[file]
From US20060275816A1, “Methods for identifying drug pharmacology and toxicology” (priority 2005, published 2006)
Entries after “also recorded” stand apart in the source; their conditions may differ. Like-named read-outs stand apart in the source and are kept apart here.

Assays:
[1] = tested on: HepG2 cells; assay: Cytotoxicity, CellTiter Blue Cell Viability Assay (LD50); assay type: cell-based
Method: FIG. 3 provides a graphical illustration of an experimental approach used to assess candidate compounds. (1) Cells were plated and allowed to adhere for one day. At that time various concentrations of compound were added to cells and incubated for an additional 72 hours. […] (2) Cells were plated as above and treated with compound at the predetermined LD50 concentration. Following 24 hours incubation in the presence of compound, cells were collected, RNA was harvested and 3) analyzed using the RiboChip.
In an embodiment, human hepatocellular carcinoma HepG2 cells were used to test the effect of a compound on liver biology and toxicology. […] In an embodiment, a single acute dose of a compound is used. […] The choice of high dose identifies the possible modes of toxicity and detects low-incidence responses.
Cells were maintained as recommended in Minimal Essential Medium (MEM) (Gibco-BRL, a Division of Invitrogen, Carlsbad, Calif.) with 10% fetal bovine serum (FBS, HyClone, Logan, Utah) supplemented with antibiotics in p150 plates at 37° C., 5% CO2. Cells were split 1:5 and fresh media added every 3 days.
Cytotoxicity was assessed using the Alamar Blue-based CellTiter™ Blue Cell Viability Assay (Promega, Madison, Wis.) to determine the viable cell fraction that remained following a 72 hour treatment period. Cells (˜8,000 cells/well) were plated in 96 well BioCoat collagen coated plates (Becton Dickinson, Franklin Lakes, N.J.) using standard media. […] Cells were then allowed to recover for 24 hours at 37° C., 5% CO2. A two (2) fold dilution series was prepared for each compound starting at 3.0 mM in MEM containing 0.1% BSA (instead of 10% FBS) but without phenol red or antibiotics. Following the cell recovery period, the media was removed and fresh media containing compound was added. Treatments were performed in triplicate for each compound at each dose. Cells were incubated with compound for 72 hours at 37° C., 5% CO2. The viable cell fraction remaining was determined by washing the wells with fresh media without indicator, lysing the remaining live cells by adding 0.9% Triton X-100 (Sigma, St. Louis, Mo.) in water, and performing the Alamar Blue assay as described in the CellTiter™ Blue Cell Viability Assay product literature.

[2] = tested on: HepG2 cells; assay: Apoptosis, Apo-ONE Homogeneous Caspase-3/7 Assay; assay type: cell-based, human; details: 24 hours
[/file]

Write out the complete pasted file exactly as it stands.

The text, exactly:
From US20060275816A1, “Methods for identifying drug pharmacology and toxicology” (priority 2005, published 2006)
Entries after “also recorded” stand apart in the source; their conditions may differ. Like-named read-outs stand apart in the source and are kept apart here.

Assays:
[1] = tested on: HepG2 cells; assay: Cytotoxicity, CellTiter Blue Cell Viability Assay (LD50); assay type: cell-based
Method: FIG. 3 provides a graphical illustration of an experimental approach used to assess candidate compounds. (1) Cells were plated and allowed to adhere for one day. At that time various concentrations of compound were added to cells and incubated for an additional 72 hours. […] (2) Cells were plated as above and treated with compound at the predetermined LD50 concentration. Following 24 hours incubation in the presence of compound, cells were collected, RNA was harvested and 3) analyzed using the RiboChip.
In an embodiment, human hepatocellular carcinoma HepG2 cells were used to test the effect of a compound on liver biology and toxicology. […] In an embodiment, a single acute dose of a compound is used. […] The choice of high dose identifies the possible modes of toxicity and detects low-incidence responses.
Cells were maintained as recommended in Minimal Essential Medium (MEM) (Gibco-BRL, a Division of Invitrogen, Carlsbad, Calif.) with 10% fetal bovine serum (FBS, HyClone, Logan, Utah) supplemented with antibiotics in p150 plates at 37° C., 5% CO2. Cells were split 1:5 and fresh media added every 3 days.
Cytotoxicity was assessed using the Alamar Blue-based CellTiter™ Blue Cell Viability Assay (Promega, Madison, Wis.) to determine the viable cell fraction that remained following a 72 hour treatment period. Cells (˜8,000 cells/well) were plated in 96 well BioCoat collagen coated plates (Becton Dickinson, Franklin Lakes, N.J.) using standard media. […] Cells were then allowed to recover for 24 hours at 37° C., 5% CO2. A two (2) fold dilution series was prepared for each compound starting at 3.0 mM in MEM containing 0.1% BSA (instead of 10% FBS) but without phenol red or antibiotics. Following the cell recovery period, the media was removed and fresh media containing compound was added. Treatments were performed in triplicate for each compound at each dose. Cells were incubated with compound for 72 hours at 37° C., 5% CO2. The viable cell fraction remaining was determined by washing the wells with fresh media without indicator, lysing the remaining live cells by adding 0.9% Triton X-100 (Sigma, St. Louis, Mo.) in water, and performing the Alamar Blue assay as described in the CellTiter™ Blue Cell Viability Assay product literature.

[2] = tested on: HepG2 cells; assay: Apoptosis, Apo-ONE Homogeneous Caspase-3/7 Assay; assay type: cell-based, human; details: 24 hours